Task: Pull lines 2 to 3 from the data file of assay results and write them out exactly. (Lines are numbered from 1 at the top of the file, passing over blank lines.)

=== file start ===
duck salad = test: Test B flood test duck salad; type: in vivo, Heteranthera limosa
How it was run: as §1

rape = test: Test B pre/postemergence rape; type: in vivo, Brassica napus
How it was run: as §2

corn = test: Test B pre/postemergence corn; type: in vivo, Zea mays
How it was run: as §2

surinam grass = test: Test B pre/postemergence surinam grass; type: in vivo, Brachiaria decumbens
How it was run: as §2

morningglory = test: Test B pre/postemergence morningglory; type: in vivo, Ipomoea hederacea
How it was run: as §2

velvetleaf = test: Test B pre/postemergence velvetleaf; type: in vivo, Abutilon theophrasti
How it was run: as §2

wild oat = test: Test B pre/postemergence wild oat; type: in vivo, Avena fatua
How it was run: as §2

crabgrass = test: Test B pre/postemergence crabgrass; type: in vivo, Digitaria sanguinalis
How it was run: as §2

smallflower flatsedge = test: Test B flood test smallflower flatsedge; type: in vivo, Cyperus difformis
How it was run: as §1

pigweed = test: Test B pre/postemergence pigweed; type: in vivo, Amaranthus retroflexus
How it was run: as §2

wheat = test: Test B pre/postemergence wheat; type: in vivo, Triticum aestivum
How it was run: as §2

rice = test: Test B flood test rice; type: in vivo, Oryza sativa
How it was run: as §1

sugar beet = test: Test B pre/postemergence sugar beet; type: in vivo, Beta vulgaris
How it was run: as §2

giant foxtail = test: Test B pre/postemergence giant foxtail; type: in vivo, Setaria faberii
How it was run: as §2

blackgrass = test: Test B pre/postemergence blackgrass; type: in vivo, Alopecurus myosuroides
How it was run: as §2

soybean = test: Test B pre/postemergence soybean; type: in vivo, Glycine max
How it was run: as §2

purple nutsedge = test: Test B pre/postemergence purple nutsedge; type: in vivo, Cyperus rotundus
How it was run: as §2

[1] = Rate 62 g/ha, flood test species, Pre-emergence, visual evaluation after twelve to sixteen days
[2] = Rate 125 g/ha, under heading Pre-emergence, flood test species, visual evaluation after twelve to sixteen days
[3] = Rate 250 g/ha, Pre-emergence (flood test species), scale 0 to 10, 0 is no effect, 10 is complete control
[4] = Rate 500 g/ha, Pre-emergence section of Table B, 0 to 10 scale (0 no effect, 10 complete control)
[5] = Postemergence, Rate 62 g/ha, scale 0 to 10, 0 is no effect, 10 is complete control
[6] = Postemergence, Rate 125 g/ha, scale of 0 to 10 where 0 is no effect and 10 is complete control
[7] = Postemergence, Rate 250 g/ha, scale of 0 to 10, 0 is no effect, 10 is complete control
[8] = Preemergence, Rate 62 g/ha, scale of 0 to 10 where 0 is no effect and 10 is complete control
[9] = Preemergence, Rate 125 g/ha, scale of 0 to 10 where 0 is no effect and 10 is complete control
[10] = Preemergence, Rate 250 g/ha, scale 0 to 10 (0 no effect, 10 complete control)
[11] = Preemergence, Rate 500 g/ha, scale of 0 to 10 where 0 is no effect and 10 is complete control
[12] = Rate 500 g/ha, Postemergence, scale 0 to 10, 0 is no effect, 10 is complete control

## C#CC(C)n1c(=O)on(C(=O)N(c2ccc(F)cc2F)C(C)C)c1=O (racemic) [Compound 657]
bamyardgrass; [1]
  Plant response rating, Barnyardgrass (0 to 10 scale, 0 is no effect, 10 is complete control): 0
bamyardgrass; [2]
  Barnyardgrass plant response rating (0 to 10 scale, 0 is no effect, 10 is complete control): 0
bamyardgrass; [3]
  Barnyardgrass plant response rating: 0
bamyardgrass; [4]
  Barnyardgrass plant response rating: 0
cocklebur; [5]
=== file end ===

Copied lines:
How it was run: as §1

rape = test: Test B pre/postemergence rape; type: in vivo, Brassica napus